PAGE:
Advocacy Director Cole Bockenfeld discusses Bahrain’s clampdown on peaceful protests and the United States’ disappointing lack of response.
This month, the Bahraini monarchy stopped permitting political protests as it continues to respond to unauthorized rallies with brutal force. The act of rejecting permits to protest — and thus closing off this peaceful channel of dissent — threatens to drive Bahrainis away from the moderate camp. Closing political space to legally protest is creating a volatile environment, where both police and demonstrators are increasingly resorting to violent means. Without a reversal of this policy, the Prime Minister and his hardline allies within the government will get just what they want — an excuse to crack down on a violent opposition that has no peaceful outlet to express its political grievances.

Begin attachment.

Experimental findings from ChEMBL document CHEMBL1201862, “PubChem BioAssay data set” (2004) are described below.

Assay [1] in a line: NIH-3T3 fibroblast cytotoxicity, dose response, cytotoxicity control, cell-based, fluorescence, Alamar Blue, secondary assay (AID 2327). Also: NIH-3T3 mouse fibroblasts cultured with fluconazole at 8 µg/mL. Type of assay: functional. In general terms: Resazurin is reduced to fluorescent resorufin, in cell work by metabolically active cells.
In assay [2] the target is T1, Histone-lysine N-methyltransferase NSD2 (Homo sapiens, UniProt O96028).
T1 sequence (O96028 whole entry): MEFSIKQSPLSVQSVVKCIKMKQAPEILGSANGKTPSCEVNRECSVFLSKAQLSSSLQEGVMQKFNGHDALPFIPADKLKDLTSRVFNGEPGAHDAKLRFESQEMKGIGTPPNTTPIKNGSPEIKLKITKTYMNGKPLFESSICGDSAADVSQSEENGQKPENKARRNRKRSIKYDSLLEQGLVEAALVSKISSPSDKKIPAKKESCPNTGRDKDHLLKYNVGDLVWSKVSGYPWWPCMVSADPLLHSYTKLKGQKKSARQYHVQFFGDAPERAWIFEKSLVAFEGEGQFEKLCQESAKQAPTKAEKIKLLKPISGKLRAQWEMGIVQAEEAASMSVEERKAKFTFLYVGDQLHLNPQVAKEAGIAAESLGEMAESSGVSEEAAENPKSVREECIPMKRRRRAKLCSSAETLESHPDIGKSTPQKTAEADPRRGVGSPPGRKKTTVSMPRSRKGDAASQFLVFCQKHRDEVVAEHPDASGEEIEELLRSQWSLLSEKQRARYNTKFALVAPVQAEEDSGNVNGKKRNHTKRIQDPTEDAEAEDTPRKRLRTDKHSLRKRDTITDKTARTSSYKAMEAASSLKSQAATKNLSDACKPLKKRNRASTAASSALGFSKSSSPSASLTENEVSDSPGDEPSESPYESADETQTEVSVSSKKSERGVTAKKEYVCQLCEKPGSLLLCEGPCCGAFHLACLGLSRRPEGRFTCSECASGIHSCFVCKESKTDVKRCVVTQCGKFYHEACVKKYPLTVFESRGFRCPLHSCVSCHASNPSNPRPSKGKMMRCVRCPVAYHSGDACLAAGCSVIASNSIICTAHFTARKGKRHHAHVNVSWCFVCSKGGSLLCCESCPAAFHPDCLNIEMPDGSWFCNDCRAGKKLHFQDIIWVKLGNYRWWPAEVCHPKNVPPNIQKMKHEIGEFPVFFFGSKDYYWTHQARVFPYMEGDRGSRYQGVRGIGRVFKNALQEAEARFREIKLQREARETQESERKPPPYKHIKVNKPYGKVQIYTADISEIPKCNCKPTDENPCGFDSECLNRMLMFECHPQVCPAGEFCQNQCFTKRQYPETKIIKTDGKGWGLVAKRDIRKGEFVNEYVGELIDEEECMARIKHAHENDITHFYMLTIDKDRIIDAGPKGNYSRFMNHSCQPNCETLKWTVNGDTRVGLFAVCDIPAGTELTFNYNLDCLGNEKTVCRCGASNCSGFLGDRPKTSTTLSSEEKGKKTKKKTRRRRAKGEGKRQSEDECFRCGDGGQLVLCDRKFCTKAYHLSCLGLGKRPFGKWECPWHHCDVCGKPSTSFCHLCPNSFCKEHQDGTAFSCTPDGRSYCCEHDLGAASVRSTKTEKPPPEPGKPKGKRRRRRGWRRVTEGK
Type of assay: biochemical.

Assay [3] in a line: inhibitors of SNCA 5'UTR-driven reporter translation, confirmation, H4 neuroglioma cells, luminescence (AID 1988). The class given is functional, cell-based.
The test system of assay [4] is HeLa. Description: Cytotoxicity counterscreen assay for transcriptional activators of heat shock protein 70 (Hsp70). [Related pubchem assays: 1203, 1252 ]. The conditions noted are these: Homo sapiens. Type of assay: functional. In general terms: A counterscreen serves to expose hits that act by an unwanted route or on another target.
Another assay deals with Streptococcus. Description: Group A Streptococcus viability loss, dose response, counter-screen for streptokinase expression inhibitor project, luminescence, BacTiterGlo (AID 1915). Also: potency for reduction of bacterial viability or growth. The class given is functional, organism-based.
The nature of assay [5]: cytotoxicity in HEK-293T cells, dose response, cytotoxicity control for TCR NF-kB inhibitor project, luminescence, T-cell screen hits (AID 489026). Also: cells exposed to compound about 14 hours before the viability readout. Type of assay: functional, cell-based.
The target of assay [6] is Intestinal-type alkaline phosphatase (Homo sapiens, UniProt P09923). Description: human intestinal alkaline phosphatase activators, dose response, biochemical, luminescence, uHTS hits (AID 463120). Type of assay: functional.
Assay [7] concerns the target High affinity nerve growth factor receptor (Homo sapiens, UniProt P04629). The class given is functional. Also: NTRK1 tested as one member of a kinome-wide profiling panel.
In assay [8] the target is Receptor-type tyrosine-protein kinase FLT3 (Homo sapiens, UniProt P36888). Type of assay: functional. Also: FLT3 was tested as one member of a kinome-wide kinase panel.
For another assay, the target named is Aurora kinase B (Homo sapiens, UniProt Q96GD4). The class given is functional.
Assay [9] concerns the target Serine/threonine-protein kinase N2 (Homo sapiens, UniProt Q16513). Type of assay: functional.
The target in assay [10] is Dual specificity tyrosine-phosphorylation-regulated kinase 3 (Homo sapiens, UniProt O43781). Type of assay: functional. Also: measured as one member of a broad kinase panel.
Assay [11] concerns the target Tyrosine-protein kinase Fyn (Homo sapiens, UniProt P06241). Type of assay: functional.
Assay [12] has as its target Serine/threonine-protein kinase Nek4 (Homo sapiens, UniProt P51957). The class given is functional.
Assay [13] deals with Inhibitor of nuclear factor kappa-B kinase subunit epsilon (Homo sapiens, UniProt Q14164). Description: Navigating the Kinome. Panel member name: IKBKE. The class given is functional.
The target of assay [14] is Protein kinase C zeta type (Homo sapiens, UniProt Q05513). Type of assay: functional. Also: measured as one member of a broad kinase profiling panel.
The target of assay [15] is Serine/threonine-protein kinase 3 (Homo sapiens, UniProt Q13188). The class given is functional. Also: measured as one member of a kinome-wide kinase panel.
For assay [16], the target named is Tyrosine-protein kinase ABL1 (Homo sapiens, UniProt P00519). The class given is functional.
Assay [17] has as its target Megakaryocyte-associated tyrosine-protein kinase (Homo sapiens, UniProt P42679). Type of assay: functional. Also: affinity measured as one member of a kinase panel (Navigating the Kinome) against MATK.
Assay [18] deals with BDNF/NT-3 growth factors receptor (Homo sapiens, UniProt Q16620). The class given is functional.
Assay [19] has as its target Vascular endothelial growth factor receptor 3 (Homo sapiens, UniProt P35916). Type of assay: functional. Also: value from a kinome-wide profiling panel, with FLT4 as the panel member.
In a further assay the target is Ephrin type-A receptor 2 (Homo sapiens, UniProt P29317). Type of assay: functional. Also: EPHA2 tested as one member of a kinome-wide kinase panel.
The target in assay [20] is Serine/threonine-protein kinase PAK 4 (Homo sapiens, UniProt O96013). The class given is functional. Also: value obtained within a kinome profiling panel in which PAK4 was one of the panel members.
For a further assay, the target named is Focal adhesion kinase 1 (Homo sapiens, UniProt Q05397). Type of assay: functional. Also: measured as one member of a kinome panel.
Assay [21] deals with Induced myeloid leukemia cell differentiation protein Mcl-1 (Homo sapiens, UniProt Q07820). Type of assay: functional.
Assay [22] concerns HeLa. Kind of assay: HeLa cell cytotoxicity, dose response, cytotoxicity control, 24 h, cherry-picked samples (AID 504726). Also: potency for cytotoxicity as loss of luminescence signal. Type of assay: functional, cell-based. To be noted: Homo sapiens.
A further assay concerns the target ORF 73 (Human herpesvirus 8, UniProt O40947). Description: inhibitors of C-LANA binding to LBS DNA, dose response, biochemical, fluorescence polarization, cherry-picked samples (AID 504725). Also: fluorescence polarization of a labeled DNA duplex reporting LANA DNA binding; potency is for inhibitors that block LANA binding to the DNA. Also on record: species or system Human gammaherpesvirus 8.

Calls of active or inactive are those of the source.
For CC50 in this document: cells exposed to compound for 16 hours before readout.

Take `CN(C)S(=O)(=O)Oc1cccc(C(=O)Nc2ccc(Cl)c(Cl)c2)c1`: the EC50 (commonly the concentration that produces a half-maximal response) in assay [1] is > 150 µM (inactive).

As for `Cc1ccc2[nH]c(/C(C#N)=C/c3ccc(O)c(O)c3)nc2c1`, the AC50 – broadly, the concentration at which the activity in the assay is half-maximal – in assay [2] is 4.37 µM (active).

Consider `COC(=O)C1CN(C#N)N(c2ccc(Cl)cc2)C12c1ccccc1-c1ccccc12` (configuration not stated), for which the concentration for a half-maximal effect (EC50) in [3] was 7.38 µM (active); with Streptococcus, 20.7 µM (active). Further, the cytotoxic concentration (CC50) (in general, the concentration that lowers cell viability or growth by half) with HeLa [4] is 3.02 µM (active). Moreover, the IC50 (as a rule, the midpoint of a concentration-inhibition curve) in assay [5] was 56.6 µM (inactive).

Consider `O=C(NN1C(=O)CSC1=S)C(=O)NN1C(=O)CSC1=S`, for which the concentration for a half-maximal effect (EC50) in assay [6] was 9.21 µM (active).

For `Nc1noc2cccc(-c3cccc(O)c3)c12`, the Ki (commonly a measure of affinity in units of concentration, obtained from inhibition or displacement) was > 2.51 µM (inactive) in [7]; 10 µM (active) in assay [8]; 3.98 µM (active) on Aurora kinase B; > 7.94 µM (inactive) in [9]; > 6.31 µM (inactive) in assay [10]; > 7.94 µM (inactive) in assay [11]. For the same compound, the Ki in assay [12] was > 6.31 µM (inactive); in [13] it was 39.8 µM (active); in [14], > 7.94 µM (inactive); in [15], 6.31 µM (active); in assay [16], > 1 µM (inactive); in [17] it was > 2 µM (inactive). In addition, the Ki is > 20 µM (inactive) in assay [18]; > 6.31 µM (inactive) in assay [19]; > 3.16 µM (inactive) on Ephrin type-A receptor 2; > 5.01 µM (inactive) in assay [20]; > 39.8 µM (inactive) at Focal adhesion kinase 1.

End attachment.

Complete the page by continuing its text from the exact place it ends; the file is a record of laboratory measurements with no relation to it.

In the first six months of this year, opposition parties in Bahrain documented at least 20 requests for peaceful protests that were rejected. According to the government, 88 peaceful protests were also allowed during the same period. Throughout this time, formal political opposition parties played by the government’s rules, applying 72 hours in advance to the Ministry of Interior for permits to protest and accepting de facto bans on any demonstration inside the capital of Manama. But in the last month, Bahrain’s Ministry of Interior has rejected all opposition applications for planned protests pending further study, citing the need to end street violence and prevent the disruption of traffic. Before the end of July, frustrated opposition parties defied the ban, holding widespread demonstrations across the country and declaring a march in Manama. These unauthorized rallies were met with the same type of excessive force the island has witnessed for the past 18 months: protests across the country were attacked with a flood of tear gas, birdshot, beatings, and raids. According to the largest opposition party, al-Wefaq, the number of rallies denied permits has now reached 30 in July alone.
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